FORT LAUDERDALE, Fla. – What started as a blood test to check the particle size of Neal Glassman’s blood cholesterol became far more than he bargained for when follow-up imaging revealed something else.
“They detected a lesion in my chest where they believed to be a pericardial cyst,” Glassman said.
It turned out to be a rare tumor of the thymus gland.
“The thymus gland is a gland that sits just under the breast bone and it’s really active, really does it’s job, in childhood up to about the age of puberty. It’s intimately involved with making antibodies, which are our protection against things in the environment,” said Dr. Dennis Tishko, a thoracic surgeon with Broward Health Medical Center.
Tishko said the gland typically shrinks and dissolves after puberty.
“But in some people, for reasons we don’t understand, that gland can reactivate and problems can happen. There are tumors and that’s what we saw in this gentleman,” he said.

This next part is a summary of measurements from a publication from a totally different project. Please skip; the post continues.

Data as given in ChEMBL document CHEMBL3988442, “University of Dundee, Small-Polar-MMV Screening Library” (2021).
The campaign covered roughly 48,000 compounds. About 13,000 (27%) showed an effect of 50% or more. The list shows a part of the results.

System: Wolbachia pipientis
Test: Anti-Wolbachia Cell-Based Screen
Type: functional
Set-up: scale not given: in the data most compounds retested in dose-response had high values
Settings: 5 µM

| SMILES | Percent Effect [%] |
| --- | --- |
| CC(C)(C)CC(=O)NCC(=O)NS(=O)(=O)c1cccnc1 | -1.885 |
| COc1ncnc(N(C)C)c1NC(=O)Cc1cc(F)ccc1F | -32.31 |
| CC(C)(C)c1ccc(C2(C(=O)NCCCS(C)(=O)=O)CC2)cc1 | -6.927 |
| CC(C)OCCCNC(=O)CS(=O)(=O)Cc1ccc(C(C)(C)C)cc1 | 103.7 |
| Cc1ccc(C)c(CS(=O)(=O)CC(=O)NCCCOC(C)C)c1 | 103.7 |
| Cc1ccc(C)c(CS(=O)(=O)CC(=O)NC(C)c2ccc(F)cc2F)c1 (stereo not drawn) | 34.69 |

Even if benign, tumors of the thymus gland can pose serious risks.
“You have the heart there, you have the main arteries, the main veins, the nerves that control your breathing, the nerves that control your voice box. You have lymph nodes, you have lung tissue, so it’s a very busy area. Tumors in that area, even if they are benign, can grow and push on those structures,” Tishko said.
Even in the midst of the pandemic, Glassmen went through a surgery to remove the mass in June 2020 and was back to his active lifestyle in a matter of days.
“I was running a week later and that’s a testament to the surgeon and the great care I received there,” he said, speaking of Broward Health.
He will have to go through follow-up scans for the next couple of years to make sure the mass doesn’t return.